It seems like this weekend was too much of a good thing. In the shadow of "Star Trek"'s $76 million haul, six new specialty films opened in theatres - including high profile entries like Kirby Dick's exposure of closeted gay politicians, "Outrage," and Gael Garcia Bernal and Diego Luna's reunion, "Rudo y Cursi" - and not one found a per-theater-average above $10,000.
The highest average was actually from the lowest profile film, with "Helvetica" director Gary Hustwit's new doc "Objectified" taking an estimated $9,400 from its sole screen at New York's IFC Center. That makes it the eighth time in the past nine weeks that a documentary led the iW BOT, which ranks by per-theater average.
"We had an amazing run with 'Helvetica' in 2007 at IFC Center, so we're psyched to have a strong opening with 'Objectified' there," Hustwit told indieWIRE today. "In the current distribution climate, I think these numbers show that there are great opportunities for self-distributed films to find their audiences. It's gratifying that there's a demand for documentaries about design and that audiences are curious about the manufactured objects in their lives and the process of the designers that make them."
Beyond "Objectified," the best numbers came care of Kirby Dick's "Outrage." On 5 very appropriate screens - in West Hollywood in LA, Chelsea in NY, San Francisco, Washington and Philadelphia's Ritz at the Bourse - the doc grossed only $35,000, averaging $7,000. Considering the huge amount of press that surrounded the film - which outs a number of high profile politicians - that's a disappointing number for distributor Magnolia Pictures. Dick's previous work - 2006's "This Film Is Not Yet Rated" - averaged over twice that in its opening frame ($15,332).
Gay audiences weren't overenthusiastic about another film targeted toward them either, though Robert Pattinson undoubtedly helped Regent Releasing and Here Media's "Little Ashes" find the numbers it did. On 12 screens, the film - which stars Pattinson as Salvador Dali and features much-publicized gay love scenes - grossed an estimated $77,000, averaging a decent, but certainly not great, $6,416. Currently screening in Los Angeles, New York, Chicago and San Francisco, "Ashes" expands to other major markets throughout the month of May including Seattle, Tampa, Boston, Portland, Washington, D.C., Ft. Lauderdale and St. Louis. The film is currently set to open in more than 30 markets.
Carlos Cuarón's "Rudo y Cursi" was the widest new specialty release, and perhaps also the most disappointing. On 70 screens, the Gael Garcia Bernal-Diego Luna soccer rivalry reunion grossed $210,647 for a weak $3,009 average. This disappointment is most clear when you look to recent examples of films that successfully catered to Hispanic audiences. Last Spring's "Under The Same Moon" opened on a much more aggressive 266 screens, and managed a $2,769,655 gross and a $10,412 average. And then of course there's "Y Tu Mama Tambien," Bernal and Luna's previous co-starring work, which grossed $408,091 on 40 screens back in March, 2002 - averaging $10,202.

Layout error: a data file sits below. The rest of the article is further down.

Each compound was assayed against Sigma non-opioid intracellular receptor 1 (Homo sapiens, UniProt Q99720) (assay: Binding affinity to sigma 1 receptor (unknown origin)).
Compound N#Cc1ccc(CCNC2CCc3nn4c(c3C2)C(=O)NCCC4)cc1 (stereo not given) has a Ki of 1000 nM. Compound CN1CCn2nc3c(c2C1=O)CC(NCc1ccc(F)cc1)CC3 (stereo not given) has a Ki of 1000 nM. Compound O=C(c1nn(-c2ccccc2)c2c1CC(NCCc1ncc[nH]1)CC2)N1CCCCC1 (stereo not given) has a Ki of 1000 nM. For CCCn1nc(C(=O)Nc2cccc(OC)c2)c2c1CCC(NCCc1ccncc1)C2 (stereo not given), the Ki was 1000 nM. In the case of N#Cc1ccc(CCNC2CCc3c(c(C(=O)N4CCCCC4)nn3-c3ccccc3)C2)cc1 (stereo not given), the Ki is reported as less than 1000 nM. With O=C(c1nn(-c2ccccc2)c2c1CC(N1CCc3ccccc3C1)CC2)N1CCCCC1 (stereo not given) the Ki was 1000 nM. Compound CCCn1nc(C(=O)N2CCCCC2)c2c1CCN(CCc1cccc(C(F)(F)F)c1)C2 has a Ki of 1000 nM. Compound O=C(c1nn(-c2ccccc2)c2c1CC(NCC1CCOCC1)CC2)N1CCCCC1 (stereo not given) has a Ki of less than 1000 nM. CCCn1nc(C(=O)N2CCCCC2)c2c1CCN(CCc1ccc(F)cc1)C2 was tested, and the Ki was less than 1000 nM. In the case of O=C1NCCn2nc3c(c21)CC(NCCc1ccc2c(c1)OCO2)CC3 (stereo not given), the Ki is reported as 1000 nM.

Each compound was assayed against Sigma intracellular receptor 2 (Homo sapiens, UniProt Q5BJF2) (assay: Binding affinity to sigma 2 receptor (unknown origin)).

"Rudo" was released through Sony Pictures Classics, which made the curious decision to open two notable films on the same day. Atom Egoyan's "Adoration" also hit theaters this weekend, and didn't fare much better. On 10 screens the film grossed $43,734, averaging $4,373. That's certainly not a disastrous number, particularly by most recent Egoyan's standards. His last film, 2005's "Where The Truth Lies," averaged $2,468 on 95 theaters in its opening frame. However, in 2002 his "Ararat" - opening on a more comparable 6 screens - averaged a whopping $35,188.
Sony Classics should probably be most pleased this weekend with the fourth weekend performance of "A Chorus Line" doc "Every Little Step." On 24 screens the film actually beat out "Rudo"'s average with $3,649. That takes its cume to $343,078, and makes it one of 2009's highest grossing docs thus far.
Magnolia Pictures also man an unfortunate double-dip this weekend. In addition to "Outrage," the distrib released Erick Zonca's "Julia," which stars Tilda Swinton as an alcoholic kidnapper. On 3 screens, "Julia" grossed only $12,524. Its $4,175 average failed in comparison to Zonca's 1999 "Dreamlife of Angels," which didn't even have the star-power of Swinton (but did have more glowing reviews). "Angels" grossed $59,333 on 6 screens in its opening frame, for an average of $9,888.
Among holdovers, a trio of documentaries joined aforementioned "Every Little Step" as examples of decent continued business. Truly Indie's "Valentino: The Last Emperor moved to 37 screens in its 8th week and found another $93,000 gross and a $2,514 average. Its $830,000 cume continues to climb, and impress. Abramorama's "Anvil! The Story of Anvil" rose to 17 screens in its fifth weekend, gorssing another $36,400 (for a $2,141 average) and taking its total to $280,000. And the little yoga doc that could - Balcony Releasing's "Enlighten Up!" added 5 screens this weekend, bringing its total to 8, and helping it find another $16,300. Its $130,000 gross from 6 weekends out is impressive considering how minimal its screen count has been (this is the first weekend it's been over 3).
Finally, last weekend's iW BOT leader, Jim Jarmusch's "The Limits of Control," went from 3 to 11 screens and saw its average fall over 75%. The Focus Features release grossed $47,243 for a $4,295 PTA, which considering the performances of this weekend's openers, is not bad at all.
indieWIRE:BOT tracks independent/specialty releases compiled from Rentrak Theatrical, which collects studio reported data as well as box-office figures from North American theatre locations. To be included in the indieWIRE Box Office Chart, distributors must submit information about their films to Rentrak at email@example.com by the end of the day each Monday.